Тема: Sports./Keeping Fit.


Rob:             Hello, I’m Rob …
Callum:        And I’m Callum.
Rob:              And this is 6 Minute English from BBC Learning English. Today we’re talking  about swimming. Now, Callum, how old were you when you started to swim?
Callum:         I suppose, before ten. Before I was ten, I think.
Rob:               Quite young.
Callum:         Yes.
Rob:               Well, swimming is a very popular activity in the UK. According to a recent  survey, one in five adults in the UK cannot swim. What’s more, millions of  children in the UK can’t swim a length of a pool. I think most people recognise  that swimming is very important for safety and good for fitness. But maybe some people weren’t introduced to the water early enough and they don’t have  the confidence to start swimming later in life. In a moment we’ll hear from some people who coach swimming for adults and children, but first I have this week’s question for you, Callum.
Callum:        I thought you might.
Rob:               In 2007, the Slovenian swimmer Martin Strel broke his own world record for  long-distance swimming. But what distance did he swim?               Was it :
a)   3, 268 kilometres

b)   4, 268 kilometres

c)   5, 268 kilometres
Callum:         4, 268 kilometres. I say that. But I really don’t know.
Rob:               OK, well, we’ll see if you’re right at the end of the programme. First let’s hear  from the BBC reporter  Sophie van Brugen. She went  to  a swimming pool to  find  out  more  about  swimming  classes  for  adults  and  children.  Let’s have  a  listen  to  the  clip ;  how   many    children   does  she    say  have  taken    swimming classes in the last year?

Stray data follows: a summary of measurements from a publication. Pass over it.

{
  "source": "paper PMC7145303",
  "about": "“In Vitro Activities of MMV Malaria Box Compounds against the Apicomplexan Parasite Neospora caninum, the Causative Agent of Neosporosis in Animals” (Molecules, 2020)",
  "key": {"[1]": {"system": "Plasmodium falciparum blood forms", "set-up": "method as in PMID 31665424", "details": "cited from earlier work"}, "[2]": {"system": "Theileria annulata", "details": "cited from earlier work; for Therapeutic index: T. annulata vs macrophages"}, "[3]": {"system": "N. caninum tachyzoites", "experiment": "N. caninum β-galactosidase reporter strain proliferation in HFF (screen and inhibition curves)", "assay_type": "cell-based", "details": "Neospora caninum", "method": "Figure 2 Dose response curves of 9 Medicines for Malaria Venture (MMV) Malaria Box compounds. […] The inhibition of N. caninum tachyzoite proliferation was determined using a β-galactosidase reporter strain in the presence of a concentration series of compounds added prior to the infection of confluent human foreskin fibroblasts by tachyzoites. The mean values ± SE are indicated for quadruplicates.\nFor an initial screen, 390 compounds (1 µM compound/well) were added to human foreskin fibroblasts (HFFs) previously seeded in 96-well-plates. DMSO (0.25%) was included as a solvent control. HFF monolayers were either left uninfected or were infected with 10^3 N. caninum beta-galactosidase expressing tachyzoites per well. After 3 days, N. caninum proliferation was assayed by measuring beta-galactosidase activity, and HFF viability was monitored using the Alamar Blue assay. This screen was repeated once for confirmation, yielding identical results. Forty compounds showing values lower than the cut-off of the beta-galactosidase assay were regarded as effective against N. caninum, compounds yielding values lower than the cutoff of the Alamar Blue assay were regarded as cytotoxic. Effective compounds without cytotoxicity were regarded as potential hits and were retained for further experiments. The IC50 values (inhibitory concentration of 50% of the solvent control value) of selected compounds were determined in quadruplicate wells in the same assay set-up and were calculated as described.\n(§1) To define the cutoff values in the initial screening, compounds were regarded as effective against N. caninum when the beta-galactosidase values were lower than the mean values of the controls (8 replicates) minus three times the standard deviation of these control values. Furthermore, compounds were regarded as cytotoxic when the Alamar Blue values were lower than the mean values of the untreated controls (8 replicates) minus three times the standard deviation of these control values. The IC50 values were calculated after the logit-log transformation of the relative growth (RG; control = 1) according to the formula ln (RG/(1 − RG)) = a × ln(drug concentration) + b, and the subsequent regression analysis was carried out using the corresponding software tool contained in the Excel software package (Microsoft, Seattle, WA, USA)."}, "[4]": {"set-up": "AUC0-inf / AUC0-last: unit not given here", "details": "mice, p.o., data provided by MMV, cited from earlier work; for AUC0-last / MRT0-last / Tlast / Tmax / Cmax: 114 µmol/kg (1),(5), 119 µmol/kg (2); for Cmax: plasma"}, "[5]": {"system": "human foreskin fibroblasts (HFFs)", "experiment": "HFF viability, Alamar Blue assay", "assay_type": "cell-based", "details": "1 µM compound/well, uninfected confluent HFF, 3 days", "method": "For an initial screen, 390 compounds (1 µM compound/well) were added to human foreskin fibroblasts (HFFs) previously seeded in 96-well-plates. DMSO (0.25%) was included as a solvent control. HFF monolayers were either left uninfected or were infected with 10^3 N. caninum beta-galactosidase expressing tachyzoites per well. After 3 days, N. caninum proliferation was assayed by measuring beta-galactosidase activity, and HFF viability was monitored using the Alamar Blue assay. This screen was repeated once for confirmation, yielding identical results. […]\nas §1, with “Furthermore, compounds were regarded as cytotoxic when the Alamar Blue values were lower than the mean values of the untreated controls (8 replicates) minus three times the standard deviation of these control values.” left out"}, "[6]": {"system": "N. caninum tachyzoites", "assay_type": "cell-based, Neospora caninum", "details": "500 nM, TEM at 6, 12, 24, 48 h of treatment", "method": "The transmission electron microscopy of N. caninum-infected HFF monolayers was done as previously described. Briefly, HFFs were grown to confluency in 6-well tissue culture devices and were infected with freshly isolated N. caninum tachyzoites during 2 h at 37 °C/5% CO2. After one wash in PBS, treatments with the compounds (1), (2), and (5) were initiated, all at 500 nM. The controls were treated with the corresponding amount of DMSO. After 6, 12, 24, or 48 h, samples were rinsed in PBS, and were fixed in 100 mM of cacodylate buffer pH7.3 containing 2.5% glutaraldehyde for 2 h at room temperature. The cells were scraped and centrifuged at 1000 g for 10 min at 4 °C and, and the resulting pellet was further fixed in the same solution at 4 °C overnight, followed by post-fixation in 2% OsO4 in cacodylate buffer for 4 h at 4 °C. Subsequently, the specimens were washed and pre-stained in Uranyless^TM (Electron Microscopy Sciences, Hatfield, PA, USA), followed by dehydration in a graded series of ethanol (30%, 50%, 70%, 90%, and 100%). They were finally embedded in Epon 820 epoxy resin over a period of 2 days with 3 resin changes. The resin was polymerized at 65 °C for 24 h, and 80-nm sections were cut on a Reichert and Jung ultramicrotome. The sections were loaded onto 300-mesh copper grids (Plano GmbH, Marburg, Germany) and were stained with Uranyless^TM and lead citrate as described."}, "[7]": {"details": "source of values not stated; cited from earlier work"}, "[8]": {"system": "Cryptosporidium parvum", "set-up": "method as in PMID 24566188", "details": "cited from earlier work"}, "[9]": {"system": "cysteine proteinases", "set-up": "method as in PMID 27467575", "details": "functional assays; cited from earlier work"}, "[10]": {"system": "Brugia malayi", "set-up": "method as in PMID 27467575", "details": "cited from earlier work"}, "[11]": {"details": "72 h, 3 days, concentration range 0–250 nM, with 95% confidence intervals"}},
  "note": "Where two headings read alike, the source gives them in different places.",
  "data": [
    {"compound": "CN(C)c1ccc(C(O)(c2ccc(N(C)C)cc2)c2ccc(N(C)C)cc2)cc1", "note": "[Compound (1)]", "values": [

Sophie van Brugen, BBC

Not everybody’s confident in the water, and many of us learn to swim later on in life. And in fact experts now say that the best time to learn is when we’re babies and children. And in the last year alone, over 300,000 little ones have gone through classes.

Rob:              She says that over 300,000 little ones have taken swimming classes.
Callum:        By ‘little ones’ of course she means children or toddlers. Toddlers are children who are just learning to walk – usually when they’re about 2 years old.
Rob:              That’s right. And the best time to learn how to swim is when you’re a baby.
Callum:        That makes sense. I think a lot of babies are natural swimmers, so it’s good for them to be in the water from an early age.
Rob:              As long as they’ve got the proper supervision !
Callum:        Definitely !   To   supervise     means     to   watch    over   something.     The    noun  supervision     is when    someone     watches     over   someone   else,  like  a  parent watching over, taking care of a child.
Rob:              It really is natural for babies to be in the water. As long as they have the proper supervision, babies as young as three months old can start swimming. We have a clip  from baby swimming teacher  Jenni May. She says that if babies spend time  swimming  from  the  earliest  opportunity,  it  becomes  second  nature  for them to be in the water.
Callum:        Second nature. This is when you do something so often that it becomes totally            natural  to  you.   So  when    a  child  starts  to  swim   very   early  on,   swimming  becomes second nature to them.
Rob:              OK,  let’s listen to the  clip. Listen  out  for the phrase second  nature, and  see how she uses it in context.

Jenni May, swimming teacher
When they’re under six months it’s just almost a natural thing for them to be under the water. And then it just becomes second nature to them so as they’re older, they don’t know any different then being under the water and being wet.